The proprietor: a tale that chills the blood

Our hero returned from the fleshpots of Los Angeles to simple rural England. He had a stack of money and all he wanted was a newspaper. That was where his problems began. Neil Lyndon tells his own story
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An old friend, an excellent journalist, called last week to say that she and her husband were thinking about buying a local paper in the West Country. He would edit; she would run the business; they would buy a cottage, send their children to village primary schools and turn their backs on the cruel business of hacking a media living in London. What did I think?

"I think you ought to be locked up for your own safety," I said. "In my experience, you might as well chuck your money off Chelsea Bridge as put it into a local paper."

Ten years ago, I became the owner and publisher of The Deben Journal, a weekly paper in Woodridge, Suffolk where I have lived for nearly 20 years. Six months later, the paper had closed, the company was in liquidation and I had lost about pounds 70,000.

The wounds have healed now from the carving-up to which I submitted myself. The rustic dream that turned into a nightmare no longer keeps me awake at night. Even so, I would recommend any friend to choose three years in boot camp rather than fall for the fantasy of owning a local paper.

In the summer of 1986, after two years in Los Angeles during which I was earning more than the editor of the Sunday Times, I got paid off with a breeze-block of dollars for ghosting the autobiography of Dr Armand Hammer, Robert Maxwell's hero, Politburo agent and Great Satan of American capitalism. While the book went to Number One on both sides of the Atlantic, I took the wad home to Suffolk.

For the first time, at the age of 40, I had more cash than I needed. That made me, also for the first time in my life, a focus of interest for men who needed cash desperately.

The Deben Journal had started in the early Eighties as a fortnightly community newspaper, staffed by part-timers and equipped with an office pencil and a jar of Nescafe. In 1985, a new owner had installed a new managing director, a man in his late twenties who had previously worked for Anglia television. He liked to be called Johnny. His surname was Hustler. No fooling: that was and is his name. Johnny Hustler: it ought to be a song.

These two decided to make the paper a direct competitor with the free weekly produced by the East Anglian Daily Times, one of the most successful provincial companies in the country. Hustler hired full-time advertising sales reps and leased new cars for them and a Saab for himself. He kitted out the offices with computers and drove up an overdraft at the bank.

All flash, no cash. The Inland Revenue and Customs & Excise were both owed money, along with other weaker creditors, such as local taxi companies. Just when I came swanking along with my Californian boodle, Hustler and the other directors were at risk of trading insolvently and facing foreclosure from the bank on their personal guarantees.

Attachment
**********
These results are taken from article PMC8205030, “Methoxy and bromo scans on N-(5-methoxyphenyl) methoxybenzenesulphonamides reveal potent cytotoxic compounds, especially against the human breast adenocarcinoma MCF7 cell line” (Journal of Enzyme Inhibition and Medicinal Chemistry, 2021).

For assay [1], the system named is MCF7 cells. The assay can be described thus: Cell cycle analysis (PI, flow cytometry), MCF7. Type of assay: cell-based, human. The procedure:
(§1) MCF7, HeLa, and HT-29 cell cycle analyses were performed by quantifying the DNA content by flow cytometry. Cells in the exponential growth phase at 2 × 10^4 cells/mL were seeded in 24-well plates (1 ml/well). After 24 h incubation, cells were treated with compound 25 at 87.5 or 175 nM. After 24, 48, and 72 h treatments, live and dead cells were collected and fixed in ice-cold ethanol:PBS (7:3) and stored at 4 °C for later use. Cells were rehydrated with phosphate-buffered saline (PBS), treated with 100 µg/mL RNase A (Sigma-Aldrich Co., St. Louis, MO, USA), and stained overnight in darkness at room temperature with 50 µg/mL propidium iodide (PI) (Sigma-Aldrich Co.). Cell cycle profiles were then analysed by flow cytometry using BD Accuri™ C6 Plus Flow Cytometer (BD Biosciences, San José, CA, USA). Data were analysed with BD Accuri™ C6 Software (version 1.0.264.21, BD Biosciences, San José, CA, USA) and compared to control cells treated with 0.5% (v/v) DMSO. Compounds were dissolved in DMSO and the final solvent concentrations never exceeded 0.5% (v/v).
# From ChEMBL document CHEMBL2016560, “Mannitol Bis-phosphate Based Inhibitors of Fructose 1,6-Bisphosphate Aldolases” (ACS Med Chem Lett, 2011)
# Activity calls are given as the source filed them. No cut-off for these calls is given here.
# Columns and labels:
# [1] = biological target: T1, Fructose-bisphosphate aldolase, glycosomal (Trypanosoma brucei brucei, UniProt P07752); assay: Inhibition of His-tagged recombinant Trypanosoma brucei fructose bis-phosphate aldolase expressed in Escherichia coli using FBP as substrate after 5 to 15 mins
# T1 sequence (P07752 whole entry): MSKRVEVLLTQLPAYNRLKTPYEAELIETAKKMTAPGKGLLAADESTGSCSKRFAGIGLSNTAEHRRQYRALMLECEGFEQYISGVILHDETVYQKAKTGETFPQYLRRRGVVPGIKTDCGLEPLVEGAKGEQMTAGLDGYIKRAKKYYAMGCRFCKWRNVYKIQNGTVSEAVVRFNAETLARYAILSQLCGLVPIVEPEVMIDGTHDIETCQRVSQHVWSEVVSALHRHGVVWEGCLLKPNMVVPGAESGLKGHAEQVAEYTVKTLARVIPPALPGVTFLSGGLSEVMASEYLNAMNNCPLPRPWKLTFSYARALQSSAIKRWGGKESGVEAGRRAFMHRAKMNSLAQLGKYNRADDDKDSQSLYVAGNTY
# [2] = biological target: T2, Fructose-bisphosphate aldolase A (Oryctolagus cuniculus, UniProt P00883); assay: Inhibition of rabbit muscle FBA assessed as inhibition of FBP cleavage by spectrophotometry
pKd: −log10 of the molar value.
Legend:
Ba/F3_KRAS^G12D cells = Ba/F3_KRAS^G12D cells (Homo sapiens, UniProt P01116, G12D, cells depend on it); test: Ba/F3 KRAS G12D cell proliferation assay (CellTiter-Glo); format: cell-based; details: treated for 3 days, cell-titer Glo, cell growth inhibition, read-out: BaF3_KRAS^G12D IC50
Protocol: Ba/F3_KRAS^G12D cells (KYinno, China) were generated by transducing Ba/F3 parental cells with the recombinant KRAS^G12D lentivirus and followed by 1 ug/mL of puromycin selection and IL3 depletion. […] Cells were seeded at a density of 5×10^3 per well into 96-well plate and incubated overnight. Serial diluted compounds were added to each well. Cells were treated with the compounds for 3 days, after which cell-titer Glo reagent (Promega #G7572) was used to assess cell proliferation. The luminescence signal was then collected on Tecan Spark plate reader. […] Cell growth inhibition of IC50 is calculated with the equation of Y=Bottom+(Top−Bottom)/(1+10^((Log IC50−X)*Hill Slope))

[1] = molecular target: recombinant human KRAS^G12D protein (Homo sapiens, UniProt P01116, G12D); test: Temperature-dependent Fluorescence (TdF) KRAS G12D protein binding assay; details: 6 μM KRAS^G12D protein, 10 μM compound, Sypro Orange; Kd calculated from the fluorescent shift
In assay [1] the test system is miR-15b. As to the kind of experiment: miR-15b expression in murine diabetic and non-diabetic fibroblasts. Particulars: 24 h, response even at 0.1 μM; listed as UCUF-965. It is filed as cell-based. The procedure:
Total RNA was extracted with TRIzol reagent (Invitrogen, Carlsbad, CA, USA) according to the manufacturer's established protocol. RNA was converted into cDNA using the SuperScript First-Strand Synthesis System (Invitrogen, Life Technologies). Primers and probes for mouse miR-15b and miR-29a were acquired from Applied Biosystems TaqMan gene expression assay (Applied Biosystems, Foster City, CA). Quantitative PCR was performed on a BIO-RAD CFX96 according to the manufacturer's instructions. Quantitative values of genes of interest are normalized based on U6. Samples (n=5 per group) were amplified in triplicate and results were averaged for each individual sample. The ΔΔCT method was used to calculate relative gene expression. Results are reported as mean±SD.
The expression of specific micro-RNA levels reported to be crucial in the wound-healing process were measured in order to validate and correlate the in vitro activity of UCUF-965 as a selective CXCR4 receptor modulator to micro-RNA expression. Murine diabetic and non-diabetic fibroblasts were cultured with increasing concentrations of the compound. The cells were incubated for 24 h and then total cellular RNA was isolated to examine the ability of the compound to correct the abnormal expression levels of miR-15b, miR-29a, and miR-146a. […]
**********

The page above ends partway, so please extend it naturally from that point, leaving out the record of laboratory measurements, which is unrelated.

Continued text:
I loved the idea of owning a local paper that my family might take over. Having travelled the world with Armand Hammer, the century's greatest con-artist, I did not feel I could come to harm in a sleepy Suffolk market- town. My accountant and solicitor warned me that The Deben Journal smelt bad. I ignored them, sure that I knew better and sure that Hustler was a brick. He told me so. He had a Union flag beside his desk and photographs of himself on hunters on his desk. He said that his business principle was "a gentleman's word is his bond". Doubting him would have been like distrusting Albion.

Hustler admitted that the paper had been making losses, but he produced sheaves of computer pie-charts and cash-flow projections showing how the business could be made profitable by changing from a free to a paid-for newspaper. Ten years ago, we did not all understand that a computer pie- chart can substantiate a fantasy as easily as it can show the truth. The figures looked fair. I believed them.

After I took over the company, paying off debts and giving the directors a penny each for their shares, Hustler remained for four months as manager, producing on his Compaq to show that more money was needed at the same time as the company's fortunes were improving - "about to wash its face", as he would say, "shame to spoil the ship for a ha'porth of tar", all that low-grade commercial cant.

Only when he had been released from his contract and his bank guarantee, only after he had joined the East Anglian, our rival, as sales director, only when the accounts clerk and I got a pad and a pencil and added up all the company's routine costs did I see that his graphs were baloney. He had even taken the revenues from one issue into a month's accounts without including its costs. Within a week of his leaving the office, it was obvious that I would have to pay pounds 2,000 a week to keep the paper going. I would be bankrupt. I could even be at risk myself of prosecution for insolvent trading. The liquidator was called. He pronounced the company "hopelessly insolvent" within 40 minutes.

I crawled back to California to get another contract with Hammer. He ate up the story of my failure and, for the next two years, constantly asked me to remind him.

"What was the name of that son-of-a-bitch?" he would ask.

"Hustler," I would mutter into my hand.

"Hustler!" he hooted. "Tell me, do you think you might have hesitated if he'd been called Son of a Bitch?"n